CD Review of Just for a Moment by Ronnie Lane

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Just for a Moment
starstarstarstarno star Label: Lane Signature Sounds
Released: 2006
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He founded the Small Faces and the Faces, two of the best-loved bands in rock history, and counted Rod Stewart, Pete Townshend, Eric Clapton, and Jeff Beck among his friends and collaborators – and that only scratches the surface of why it’s nothing short of ridiculous that this 20-song compilation marks the first time any of Ronnie Lane’s solo work has been packaged for American consumption. This is an era in which every Tom’s Harry Dick gets an Essential collection, and yet Lane’s solo albums remain import-only titles on these shores, and it fell to his estate to assemble and release Just for a Moment.

On some level, Lane might have found this amusing; he seemed to have little regard for his own legacy while he was building it, first leaving the Faces at the height of the band’s success, then pissing away a fortune on a carnival-style tour (the Bonzo Dog Band’s Viv Stanshall was the barker). In one of his better-known songs, “The Poacher,” Lane put it this way: “Well, I've no use for riches / And I've no use for power / And I've no use for a broken heart / I'll let this world go by.”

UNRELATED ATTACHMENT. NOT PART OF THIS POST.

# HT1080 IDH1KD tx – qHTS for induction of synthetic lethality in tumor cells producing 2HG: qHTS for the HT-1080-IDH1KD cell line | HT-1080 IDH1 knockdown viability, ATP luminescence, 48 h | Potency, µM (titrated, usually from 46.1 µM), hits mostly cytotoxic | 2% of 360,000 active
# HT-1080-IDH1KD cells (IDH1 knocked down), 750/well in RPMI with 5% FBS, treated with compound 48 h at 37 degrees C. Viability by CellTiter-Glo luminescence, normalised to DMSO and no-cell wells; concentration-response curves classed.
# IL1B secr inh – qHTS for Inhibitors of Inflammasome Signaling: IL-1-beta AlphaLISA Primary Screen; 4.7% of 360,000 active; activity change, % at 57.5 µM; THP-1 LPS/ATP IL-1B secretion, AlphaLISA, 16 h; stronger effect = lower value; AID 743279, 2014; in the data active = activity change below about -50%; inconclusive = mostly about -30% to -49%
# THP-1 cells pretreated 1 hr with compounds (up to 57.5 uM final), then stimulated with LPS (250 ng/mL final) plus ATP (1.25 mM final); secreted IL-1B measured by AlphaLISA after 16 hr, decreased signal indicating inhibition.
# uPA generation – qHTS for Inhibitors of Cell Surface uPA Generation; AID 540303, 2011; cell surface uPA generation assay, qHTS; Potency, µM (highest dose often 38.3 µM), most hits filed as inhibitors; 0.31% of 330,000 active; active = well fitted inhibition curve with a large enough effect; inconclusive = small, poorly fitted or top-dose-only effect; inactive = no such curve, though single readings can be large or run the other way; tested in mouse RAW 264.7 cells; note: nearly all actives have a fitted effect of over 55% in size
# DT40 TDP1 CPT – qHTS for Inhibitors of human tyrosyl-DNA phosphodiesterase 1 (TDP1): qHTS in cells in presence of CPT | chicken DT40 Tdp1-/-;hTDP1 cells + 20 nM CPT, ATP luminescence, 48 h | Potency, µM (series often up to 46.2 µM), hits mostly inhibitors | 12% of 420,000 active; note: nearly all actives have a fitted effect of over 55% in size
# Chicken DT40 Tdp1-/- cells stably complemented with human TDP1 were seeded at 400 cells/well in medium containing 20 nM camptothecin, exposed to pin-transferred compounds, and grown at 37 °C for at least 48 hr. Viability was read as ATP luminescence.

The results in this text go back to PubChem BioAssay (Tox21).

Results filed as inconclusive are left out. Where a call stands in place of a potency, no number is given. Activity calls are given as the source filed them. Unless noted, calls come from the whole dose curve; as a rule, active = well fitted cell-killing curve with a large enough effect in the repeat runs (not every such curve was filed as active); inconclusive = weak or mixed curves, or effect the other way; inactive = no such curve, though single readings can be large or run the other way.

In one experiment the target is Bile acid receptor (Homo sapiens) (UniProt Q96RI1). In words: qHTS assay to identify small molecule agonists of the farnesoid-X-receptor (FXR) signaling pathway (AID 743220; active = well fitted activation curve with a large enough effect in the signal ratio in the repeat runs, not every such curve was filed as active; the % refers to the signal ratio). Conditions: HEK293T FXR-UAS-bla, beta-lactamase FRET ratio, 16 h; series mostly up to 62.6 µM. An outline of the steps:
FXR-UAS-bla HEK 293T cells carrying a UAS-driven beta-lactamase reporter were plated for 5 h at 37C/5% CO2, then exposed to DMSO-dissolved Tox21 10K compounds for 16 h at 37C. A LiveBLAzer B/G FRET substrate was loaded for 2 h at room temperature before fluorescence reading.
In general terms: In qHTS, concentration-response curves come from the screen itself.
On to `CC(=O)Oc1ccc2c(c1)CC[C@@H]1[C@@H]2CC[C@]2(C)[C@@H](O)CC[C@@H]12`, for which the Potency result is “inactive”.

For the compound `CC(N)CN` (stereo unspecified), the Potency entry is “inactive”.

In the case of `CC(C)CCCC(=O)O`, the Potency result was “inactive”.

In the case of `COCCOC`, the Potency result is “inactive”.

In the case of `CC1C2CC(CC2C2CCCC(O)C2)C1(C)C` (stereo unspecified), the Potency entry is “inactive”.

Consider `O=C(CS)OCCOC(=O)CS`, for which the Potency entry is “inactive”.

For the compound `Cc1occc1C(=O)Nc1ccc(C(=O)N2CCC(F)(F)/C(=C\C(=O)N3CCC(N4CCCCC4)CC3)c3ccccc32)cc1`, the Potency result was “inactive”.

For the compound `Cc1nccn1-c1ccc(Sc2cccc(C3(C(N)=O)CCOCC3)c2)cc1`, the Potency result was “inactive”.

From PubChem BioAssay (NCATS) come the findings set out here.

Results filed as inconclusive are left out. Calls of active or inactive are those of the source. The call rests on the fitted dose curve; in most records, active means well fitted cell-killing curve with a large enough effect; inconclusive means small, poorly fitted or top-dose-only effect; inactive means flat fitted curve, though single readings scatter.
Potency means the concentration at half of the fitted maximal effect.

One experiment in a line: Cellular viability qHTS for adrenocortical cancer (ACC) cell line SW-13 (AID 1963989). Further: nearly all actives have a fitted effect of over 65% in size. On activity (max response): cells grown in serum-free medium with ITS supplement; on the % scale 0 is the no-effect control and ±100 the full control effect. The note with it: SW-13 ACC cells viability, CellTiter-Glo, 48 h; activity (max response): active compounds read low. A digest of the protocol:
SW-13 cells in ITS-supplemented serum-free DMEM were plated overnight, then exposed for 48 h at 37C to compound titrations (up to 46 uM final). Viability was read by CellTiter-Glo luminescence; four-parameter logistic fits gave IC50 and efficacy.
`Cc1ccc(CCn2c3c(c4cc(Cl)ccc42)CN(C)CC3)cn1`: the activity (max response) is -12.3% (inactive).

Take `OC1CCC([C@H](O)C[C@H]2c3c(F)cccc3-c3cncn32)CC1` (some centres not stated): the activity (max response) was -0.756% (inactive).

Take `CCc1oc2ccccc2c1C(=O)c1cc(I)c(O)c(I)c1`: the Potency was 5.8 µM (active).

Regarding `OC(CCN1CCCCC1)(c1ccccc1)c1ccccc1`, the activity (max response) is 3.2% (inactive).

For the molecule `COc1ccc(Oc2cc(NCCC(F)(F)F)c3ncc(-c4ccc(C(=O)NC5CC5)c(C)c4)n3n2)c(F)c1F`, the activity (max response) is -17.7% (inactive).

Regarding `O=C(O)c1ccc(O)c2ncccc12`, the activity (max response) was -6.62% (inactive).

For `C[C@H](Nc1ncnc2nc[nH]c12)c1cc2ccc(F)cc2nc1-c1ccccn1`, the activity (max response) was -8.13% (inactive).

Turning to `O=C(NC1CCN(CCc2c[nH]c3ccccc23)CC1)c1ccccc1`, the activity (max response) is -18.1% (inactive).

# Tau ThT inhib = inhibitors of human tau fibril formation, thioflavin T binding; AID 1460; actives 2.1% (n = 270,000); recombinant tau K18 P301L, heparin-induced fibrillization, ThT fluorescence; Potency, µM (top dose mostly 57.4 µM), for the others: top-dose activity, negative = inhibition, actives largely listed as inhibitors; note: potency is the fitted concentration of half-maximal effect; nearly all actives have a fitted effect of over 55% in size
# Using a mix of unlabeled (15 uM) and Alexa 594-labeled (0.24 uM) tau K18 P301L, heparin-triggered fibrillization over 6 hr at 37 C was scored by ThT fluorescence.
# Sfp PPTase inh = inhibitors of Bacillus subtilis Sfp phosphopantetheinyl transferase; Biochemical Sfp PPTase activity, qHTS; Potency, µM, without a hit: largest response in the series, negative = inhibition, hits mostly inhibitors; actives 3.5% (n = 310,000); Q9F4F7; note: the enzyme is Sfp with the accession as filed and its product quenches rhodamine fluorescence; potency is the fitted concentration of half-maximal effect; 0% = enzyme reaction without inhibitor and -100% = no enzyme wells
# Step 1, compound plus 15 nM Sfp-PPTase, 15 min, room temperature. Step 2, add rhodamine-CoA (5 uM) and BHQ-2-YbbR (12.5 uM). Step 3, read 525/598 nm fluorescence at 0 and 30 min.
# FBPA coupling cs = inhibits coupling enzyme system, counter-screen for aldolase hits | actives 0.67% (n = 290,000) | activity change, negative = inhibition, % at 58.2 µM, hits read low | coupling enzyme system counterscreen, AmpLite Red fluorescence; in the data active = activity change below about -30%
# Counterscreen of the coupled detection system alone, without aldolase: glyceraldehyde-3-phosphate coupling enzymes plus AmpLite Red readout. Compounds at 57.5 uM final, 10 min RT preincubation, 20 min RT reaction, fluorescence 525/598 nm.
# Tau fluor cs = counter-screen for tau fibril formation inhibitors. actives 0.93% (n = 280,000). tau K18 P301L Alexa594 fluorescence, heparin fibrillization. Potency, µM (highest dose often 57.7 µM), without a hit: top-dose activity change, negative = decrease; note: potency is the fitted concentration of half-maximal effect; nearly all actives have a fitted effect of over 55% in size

Whatever riches or power Lane sacrificed in life – he succumbed to multiple sclerosis-related pneumonia in 1997 – he made up for in his music. Absorbing strains of rock, blues, folk, country, and English dance-hall music, Lane’s work reflects all of his influences in equal measure, often within the same song; at any given recording session, mandolins, accordions, and occasionally nearby wildlife rested comfortably alongside the usual guitars and drums. The results – many of the best of which are included here – were flawless in their rough, unfinished beauty.

He wasn’t the biggest star in his own right – certainly not here – but his influence is undeniable, and though this compilation doesn’t take the place of Lane’s solo work as a whole, it’s a start; encouragingly, Just for a Moment’s liner notes hint at a wider series of reissues around the corner. If you’ve ever smiled to the strains of the Faces’ “Ooh La La,” or enjoyed mellower, country-inflected tracks by Rod Stewart or the Stones, this is an album you need to have today. Otherwise, it can probably wait until next week.

~Jeff Giles